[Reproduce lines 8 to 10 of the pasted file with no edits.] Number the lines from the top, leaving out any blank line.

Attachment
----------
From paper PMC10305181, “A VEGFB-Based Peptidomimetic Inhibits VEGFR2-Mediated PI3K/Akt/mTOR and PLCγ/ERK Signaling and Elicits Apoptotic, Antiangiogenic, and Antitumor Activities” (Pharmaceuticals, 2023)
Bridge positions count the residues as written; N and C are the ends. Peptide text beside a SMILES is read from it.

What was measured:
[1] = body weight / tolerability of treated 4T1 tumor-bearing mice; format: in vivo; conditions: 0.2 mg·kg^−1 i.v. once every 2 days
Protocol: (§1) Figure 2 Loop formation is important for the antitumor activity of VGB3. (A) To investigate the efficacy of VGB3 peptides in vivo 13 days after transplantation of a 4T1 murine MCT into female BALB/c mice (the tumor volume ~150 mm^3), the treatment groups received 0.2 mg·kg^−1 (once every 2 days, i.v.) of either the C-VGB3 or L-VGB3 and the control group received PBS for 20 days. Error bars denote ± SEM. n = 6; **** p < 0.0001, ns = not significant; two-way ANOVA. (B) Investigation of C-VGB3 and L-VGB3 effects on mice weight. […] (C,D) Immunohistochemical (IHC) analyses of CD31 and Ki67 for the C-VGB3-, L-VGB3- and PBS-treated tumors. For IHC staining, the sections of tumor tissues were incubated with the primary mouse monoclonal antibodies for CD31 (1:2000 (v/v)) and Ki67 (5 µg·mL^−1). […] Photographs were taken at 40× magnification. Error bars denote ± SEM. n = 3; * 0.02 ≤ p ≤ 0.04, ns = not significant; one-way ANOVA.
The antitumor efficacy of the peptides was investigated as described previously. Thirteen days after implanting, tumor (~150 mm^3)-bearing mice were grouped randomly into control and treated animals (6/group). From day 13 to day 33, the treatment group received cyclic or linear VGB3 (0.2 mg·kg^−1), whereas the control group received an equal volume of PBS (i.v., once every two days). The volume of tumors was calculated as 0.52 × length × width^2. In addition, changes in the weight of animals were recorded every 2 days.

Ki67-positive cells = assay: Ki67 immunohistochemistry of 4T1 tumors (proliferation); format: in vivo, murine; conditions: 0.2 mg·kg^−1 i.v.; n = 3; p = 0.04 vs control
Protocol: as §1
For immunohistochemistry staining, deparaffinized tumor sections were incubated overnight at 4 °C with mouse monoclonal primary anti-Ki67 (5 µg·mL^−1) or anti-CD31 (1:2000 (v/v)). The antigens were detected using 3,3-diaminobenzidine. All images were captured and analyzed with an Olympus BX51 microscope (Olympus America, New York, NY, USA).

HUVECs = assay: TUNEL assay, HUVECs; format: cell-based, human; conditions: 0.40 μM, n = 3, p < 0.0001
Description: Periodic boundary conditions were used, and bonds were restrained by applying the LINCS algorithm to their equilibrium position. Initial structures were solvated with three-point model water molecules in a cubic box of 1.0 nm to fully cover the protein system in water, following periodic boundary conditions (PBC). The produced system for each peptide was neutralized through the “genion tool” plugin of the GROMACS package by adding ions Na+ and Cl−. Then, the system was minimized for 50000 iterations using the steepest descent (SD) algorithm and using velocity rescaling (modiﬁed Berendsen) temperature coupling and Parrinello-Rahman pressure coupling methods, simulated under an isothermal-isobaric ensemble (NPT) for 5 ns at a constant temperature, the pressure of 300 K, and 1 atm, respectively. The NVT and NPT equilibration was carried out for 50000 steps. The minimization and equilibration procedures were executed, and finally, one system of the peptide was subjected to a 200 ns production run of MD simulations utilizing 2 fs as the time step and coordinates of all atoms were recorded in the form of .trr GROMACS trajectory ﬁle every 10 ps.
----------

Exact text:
Protocol: as §1
For immunohistochemistry staining, deparaffinized tumor sections were incubated overnight at 4 °C with mouse monoclonal primary anti-Ki67 (5 µg·mL^−1) or anti-CD31 (1:2000 (v/v)). The antigens were detected using 3,3-diaminobenzidine. All images were captured and analyzed with an Olympus BX51 microscope (Olympus America, New York, NY, USA).

HUVECs = assay: TUNEL assay, HUVECs; format: cell-based, human; conditions: 0.40 μM, n = 3, p < 0.0001